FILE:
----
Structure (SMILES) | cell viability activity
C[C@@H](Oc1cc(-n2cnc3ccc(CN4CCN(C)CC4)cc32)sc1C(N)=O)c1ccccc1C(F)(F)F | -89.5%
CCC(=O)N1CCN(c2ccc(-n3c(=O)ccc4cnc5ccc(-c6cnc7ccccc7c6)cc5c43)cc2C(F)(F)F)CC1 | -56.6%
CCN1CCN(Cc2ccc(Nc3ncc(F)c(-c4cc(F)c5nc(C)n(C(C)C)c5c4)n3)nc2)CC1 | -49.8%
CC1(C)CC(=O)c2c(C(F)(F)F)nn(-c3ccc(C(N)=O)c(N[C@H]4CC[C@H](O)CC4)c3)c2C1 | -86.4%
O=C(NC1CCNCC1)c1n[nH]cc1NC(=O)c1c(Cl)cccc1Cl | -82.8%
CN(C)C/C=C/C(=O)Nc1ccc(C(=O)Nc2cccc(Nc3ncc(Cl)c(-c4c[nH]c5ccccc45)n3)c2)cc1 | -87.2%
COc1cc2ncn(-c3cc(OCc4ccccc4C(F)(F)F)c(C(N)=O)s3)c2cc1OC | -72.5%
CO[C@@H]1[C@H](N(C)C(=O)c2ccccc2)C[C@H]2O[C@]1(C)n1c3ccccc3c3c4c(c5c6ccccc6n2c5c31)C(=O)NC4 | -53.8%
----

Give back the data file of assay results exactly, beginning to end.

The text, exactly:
Structure (SMILES) | cell viability activity
C[C@@H](Oc1cc(-n2cnc3ccc(CN4CCN(C)CC4)cc32)sc1C(N)=O)c1ccccc1C(F)(F)F | -89.5%
CCC(=O)N1CCN(c2ccc(-n3c(=O)ccc4cnc5ccc(-c6cnc7ccccc7c6)cc5c43)cc2C(F)(F)F)CC1 | -56.6%
CCN1CCN(Cc2ccc(Nc3ncc(F)c(-c4cc(F)c5nc(C)n(C(C)C)c5c4)n3)nc2)CC1 | -49.8%
CC1(C)CC(=O)c2c(C(F)(F)F)nn(-c3ccc(C(N)=O)c(N[C@H]4CC[C@H](O)CC4)c3)c2C1 | -86.4%
O=C(NC1CCNCC1)c1n[nH]cc1NC(=O)c1c(Cl)cccc1Cl | -82.8%
CN(C)C/C=C/C(=O)Nc1ccc(C(=O)Nc2cccc(Nc3ncc(Cl)c(-c4c[nH]c5ccccc45)n3)c2)cc1 | -87.2%
COc1cc2ncn(-c3cc(OCc4ccccc4C(F)(F)F)c(C(N)=O)s3)c2cc1OC | -72.5%
CO[C@@H]1[C@H](N(C)C(=O)c2ccccc2)C[C@H]2O[C@]1(C)n1c3ccccc3c3c4c(c5c6ccccc6n2c5c31)C(=O)NC4 | -53.8%